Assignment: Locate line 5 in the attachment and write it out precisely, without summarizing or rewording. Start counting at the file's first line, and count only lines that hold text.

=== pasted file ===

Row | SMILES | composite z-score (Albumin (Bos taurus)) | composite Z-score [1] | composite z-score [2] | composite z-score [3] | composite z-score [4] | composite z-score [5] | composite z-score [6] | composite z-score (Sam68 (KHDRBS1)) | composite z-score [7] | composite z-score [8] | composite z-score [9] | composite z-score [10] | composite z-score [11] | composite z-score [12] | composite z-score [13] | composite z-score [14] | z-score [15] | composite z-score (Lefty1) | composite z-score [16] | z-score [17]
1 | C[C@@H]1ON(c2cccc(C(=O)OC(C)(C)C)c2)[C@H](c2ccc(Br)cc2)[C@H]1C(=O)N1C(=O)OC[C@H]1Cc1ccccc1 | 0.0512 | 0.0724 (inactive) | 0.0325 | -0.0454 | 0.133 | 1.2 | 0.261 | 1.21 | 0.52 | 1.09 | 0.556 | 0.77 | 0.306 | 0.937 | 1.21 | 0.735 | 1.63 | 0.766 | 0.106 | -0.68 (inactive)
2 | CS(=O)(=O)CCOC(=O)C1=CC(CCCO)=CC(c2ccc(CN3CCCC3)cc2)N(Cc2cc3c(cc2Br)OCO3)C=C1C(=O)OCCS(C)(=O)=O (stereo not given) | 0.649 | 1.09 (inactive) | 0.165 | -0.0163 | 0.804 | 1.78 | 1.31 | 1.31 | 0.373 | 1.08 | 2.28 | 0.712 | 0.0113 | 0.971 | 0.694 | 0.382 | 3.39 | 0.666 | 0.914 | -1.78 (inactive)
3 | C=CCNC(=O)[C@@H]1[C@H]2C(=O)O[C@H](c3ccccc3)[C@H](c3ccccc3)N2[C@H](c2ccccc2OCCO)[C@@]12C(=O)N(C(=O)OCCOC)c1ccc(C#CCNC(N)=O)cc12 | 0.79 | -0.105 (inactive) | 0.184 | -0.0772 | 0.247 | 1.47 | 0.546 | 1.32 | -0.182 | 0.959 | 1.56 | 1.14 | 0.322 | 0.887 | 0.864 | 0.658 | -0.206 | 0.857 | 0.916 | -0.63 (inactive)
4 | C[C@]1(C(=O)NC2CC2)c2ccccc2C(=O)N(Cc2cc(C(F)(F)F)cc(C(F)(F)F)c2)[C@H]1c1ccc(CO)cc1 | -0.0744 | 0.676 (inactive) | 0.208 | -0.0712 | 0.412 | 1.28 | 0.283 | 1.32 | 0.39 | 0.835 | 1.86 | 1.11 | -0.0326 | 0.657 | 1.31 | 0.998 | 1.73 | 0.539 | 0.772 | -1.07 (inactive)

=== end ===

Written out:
4 | C[C@]1(C(=O)NC2CC2)c2ccccc2C(=O)N(Cc2cc(C(F)(F)F)cc(C(F)(F)F)c2)[C@H]1c1ccc(CO)cc1 | -0.0744 | 0.676 (inactive) | 0.208 | -0.0712 | 0.412 | 1.28 | 0.283 | 1.32 | 0.39 | 0.835 | 1.86 | 1.11 | -0.0326 | 0.657 | 1.31 | 0.998 | 1.73 | 0.539 | 0.772 | -1.07 (inactive)